Researchers have found the DNA of beetles, moths, and flies as well as traces of plant life in ice core samples from Greenland, the Los Angeles Times reports today. It demonstrates that the world was significantly warmer than previously thought, and that the glaciers of Greenland may have been a more recent development:
Ice-covered Greenland really was green a half-million or so years ago, covered with forests in a climate much like that of Sweden and eastern Canada today.
An international team of researchers recovered ancient DNA from the bottom of an ice core that indicates the presence of pine, yew and alder trees as well as insects.
The researchers, led by Eske Willerslev of the University of Copenhagen, Denmark, say this is the first proof that there was forest in southern Greenland.
Included were genetic traces of butterflies, moths, flies and beetles, they report in Friday’s edition of the journal Science.
Historians have long known that Vikings established colonies on coastal Greenland over a thousand years ago, but that it disappeared as the Little Ice Age waxed. The creep of the glaciers killed the agricultural efforts of the colonists, and they eventually abandoned Greenland. Researchers had assumed that the colony took advantage of an exceptionally warm temporary weather pattern that freed the land from its normal icy status, but this discovery could show that the glacial period of Greenland is the exception rather than the norm.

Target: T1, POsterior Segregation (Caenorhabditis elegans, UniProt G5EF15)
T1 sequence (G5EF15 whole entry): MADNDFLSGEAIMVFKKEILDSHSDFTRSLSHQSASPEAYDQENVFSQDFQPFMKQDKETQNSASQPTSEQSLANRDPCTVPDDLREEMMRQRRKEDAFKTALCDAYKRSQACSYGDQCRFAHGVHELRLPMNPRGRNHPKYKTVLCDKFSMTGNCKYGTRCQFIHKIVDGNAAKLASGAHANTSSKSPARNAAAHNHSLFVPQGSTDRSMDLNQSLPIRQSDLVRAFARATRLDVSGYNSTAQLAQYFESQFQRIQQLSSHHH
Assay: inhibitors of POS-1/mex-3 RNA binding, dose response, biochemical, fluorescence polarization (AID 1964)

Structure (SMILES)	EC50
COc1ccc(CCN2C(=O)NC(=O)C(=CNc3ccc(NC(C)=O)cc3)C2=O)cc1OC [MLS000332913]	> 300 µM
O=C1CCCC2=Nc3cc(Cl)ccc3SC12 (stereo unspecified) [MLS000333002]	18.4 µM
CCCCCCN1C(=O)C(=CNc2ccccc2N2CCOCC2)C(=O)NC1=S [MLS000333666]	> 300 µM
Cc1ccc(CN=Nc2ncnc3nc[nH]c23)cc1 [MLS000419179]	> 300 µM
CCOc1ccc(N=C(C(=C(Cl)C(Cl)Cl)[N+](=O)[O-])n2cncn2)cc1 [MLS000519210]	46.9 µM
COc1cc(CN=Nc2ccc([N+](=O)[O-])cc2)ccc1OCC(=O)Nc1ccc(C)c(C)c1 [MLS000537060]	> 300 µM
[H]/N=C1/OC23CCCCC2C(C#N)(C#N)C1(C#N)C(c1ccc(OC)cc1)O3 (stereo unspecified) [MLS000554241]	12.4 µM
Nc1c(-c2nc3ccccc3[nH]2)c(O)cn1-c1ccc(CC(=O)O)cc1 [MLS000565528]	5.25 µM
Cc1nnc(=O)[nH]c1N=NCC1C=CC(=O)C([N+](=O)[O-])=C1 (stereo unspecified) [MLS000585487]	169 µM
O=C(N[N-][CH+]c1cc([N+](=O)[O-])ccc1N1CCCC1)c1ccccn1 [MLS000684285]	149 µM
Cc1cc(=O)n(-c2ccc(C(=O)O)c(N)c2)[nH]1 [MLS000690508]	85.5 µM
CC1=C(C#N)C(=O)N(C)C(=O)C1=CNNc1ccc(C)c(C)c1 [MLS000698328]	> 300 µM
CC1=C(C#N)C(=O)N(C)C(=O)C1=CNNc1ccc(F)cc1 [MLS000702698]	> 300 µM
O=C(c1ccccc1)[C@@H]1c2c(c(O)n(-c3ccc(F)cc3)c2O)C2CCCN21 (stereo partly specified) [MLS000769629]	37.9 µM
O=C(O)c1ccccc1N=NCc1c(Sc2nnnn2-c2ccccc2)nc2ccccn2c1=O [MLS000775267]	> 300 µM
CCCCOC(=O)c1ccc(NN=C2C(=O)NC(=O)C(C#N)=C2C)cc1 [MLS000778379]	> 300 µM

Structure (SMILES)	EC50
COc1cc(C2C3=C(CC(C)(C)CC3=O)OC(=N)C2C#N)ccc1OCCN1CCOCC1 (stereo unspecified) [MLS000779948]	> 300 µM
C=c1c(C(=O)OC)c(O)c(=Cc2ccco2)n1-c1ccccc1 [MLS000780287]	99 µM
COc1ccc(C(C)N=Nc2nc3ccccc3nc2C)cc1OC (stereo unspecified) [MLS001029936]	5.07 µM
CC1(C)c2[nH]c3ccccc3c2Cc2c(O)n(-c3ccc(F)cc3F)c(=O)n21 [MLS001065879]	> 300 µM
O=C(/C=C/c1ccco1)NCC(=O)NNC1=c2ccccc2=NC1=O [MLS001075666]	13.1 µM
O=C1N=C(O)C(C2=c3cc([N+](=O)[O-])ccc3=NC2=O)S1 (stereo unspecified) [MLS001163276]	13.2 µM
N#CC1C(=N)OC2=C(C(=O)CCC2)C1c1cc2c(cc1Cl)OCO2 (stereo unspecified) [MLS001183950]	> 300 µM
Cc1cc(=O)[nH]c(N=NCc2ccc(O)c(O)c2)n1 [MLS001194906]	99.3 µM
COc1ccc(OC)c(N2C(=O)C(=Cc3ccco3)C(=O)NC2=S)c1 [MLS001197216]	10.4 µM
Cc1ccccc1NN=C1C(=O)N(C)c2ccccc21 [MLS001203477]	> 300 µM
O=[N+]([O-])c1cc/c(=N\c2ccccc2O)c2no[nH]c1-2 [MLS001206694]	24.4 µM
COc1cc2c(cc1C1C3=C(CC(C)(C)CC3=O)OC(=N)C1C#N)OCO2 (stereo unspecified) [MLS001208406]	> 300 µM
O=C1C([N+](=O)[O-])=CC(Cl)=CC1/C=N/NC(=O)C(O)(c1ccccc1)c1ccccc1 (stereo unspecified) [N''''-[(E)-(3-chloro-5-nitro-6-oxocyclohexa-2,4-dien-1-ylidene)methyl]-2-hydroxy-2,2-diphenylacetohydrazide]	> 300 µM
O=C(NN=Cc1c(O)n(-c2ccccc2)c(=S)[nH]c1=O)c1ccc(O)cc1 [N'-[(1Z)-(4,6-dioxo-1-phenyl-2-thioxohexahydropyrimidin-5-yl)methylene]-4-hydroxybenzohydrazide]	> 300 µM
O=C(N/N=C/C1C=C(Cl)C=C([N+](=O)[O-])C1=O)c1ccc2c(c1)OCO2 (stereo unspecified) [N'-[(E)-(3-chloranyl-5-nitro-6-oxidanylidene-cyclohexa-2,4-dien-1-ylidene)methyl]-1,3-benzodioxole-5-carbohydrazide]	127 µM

That has some implications for the climate-change debate. Advocates of anthropogenic climate change use Greenland as key evidence in their argument. They claim that the loss of Greenland’s glacial mass — which is still in dispute — shows the effect that mankind has had on the Earth’s climate. If Greenland’s glaciers have only recently formed, then that argument makes little sense. Some estimates of the age of the DNA from the central portion of southern Greenland have them as recent as 116,000 years ago.
The entire notion of anthropogenic climate change needs much more study. Some people joke that when the Vikings begin farming Greenland again, they’ll begin to consider it. Now it looks like we can abide a forest in central Greenland and still have little over which to panic.